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  The decade would also prove to be the introductory first act for a new era of daring ideas which would influence not only it‘s own future, but that of the world in general: everything from sexual liberation (… and yeah, we know, that phrase is "ohhh so 60s!“) to the collective power of the common man rising against the unjust didactism of oppressive governments (anti Vietnam protests, the Watts riots, Czechoslovakia’s “Prague Spring”, etc.).  As in any adolescence (or rebellion for that matter) the arts would play a major role in helping solidify the angst and hopes of the era.  In the truest fashion of the Dada-ists (with it’s “art as political manifesto” belief) the “Pop Art” movement of the 60s reveled in the tearing down of established walls and perceptions of normalcy.
ANDY WARHOLl’s comic book and industrial influenced work became legend … as well as subjects of controversy and derision from proponents of more traditional art.  The same for JACKSON POLLOCK’s visual esoterica.  But this was okay, because in some respects art must always be “graffiti” or “rap music” in the sense that it must represent and vent the inner longings (and psychosis) of the average Joe or Jane; either doing so intentionally or by mere coincidence of timing.  When left in the hands of official “arbiters of good taste” the art is in danger of becoming dishonest and an inaccurate historical representation of the time in which it was produced.  Now …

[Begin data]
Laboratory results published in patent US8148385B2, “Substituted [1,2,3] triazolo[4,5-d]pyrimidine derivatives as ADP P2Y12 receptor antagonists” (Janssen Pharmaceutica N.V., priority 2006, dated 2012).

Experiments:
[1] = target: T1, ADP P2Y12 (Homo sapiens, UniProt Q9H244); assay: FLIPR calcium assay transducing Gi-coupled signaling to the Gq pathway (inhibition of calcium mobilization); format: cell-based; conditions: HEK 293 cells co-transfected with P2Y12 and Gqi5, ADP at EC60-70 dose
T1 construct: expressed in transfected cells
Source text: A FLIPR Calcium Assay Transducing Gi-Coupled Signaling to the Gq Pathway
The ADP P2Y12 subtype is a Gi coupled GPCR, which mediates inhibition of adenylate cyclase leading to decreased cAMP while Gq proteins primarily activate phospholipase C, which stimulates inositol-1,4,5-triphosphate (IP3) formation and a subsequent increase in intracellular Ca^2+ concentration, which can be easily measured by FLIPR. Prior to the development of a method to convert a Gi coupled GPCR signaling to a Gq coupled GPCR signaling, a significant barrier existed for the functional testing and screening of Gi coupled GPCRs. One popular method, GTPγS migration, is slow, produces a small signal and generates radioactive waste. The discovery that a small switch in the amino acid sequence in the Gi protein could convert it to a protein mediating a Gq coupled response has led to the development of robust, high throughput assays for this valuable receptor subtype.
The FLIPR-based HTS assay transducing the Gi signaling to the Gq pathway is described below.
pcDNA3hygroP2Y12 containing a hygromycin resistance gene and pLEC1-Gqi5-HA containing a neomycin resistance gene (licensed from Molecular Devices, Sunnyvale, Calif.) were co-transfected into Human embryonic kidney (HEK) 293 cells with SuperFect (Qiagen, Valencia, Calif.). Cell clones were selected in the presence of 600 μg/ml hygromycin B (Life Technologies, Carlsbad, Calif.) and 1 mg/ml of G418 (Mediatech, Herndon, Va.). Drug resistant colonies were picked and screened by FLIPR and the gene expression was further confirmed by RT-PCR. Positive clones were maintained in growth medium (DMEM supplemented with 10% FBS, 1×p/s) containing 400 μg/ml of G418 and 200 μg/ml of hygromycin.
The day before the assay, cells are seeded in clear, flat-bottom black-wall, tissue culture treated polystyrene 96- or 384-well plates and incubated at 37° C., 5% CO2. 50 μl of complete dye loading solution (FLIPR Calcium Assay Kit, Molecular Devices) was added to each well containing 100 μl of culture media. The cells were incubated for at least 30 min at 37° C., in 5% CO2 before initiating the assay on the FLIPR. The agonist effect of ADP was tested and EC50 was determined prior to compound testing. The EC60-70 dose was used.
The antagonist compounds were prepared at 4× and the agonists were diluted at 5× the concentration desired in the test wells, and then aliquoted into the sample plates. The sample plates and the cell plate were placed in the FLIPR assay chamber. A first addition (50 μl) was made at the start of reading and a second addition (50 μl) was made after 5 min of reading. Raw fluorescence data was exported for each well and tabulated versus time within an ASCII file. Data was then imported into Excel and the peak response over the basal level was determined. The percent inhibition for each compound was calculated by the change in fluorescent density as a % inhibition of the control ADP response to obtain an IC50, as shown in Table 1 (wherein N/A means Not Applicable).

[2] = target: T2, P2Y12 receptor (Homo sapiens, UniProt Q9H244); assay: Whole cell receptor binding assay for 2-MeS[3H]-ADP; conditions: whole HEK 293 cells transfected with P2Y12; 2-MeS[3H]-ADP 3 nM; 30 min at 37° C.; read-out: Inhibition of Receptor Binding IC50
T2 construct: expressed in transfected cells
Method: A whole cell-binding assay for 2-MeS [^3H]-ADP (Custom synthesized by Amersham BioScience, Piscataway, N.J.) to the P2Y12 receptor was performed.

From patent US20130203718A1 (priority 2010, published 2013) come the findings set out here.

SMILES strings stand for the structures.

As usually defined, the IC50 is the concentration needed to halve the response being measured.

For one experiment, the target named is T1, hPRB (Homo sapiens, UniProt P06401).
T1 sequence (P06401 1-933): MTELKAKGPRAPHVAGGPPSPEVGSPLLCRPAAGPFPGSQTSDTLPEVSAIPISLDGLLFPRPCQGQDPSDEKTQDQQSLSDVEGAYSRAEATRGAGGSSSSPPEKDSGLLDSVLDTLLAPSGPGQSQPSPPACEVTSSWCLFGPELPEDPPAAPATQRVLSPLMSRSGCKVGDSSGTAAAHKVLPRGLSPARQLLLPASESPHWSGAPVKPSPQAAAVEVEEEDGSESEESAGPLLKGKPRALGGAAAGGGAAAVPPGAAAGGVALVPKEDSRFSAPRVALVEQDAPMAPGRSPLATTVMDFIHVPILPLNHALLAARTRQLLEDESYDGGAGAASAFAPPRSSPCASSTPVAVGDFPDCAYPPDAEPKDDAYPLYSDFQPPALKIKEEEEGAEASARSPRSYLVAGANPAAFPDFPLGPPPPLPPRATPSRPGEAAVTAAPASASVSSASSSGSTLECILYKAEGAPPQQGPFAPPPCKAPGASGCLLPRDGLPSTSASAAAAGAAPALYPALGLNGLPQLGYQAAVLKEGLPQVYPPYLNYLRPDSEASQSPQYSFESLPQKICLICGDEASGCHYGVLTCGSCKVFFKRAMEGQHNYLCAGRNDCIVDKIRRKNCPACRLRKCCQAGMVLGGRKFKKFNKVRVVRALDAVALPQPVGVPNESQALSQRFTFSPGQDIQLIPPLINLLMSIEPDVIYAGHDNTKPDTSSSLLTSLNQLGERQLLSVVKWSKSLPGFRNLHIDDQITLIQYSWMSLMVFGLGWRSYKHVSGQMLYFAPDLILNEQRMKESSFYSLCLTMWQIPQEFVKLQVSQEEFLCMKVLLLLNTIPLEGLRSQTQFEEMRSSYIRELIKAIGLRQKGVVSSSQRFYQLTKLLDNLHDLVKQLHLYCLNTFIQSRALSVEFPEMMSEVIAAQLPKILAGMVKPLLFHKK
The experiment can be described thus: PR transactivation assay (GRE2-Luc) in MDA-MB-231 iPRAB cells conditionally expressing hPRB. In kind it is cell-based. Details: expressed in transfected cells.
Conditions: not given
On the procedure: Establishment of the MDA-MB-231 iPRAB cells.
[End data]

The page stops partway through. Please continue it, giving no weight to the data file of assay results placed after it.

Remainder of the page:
All of this specious “mumbo jumbo” to lend importance (and they WERE, ARE and always WILL BE important in the medium of the cinematic arts, especially in the arena of “Genre as a force for social change“) to two of the eras most popular and at the same time revolutionarily subtle entries.  And would you believe they came via the “second tier” medium of television?  They were ROD SERLING’s THE TWILIGHT ZONE and GENE RODDENBERRY’s STAR TREK.  A major “fulcrum point” in the history of socially relevant genre fiction via the visual arts, both were themselves the climactic result of earlier “consciousness raising” genre entries such as THE DAY THE EARTH STOOD STILL (1951) and INVASION OF THE BODY SNATCHERS (1956), and both would become the first act launching pad for a new era of socio-political fiction - films like 2001: A SPACE ODYESSY (1968), PLANET OF THE APES (1968), SILENT RUNNING (1972), SOYLENT GREEN (1973), ROLLERBALL (1975), LOGAN’S RUN (1976), BLADE RUNNER (1982) and MINORITY REPORT (2002) being forever in their debt.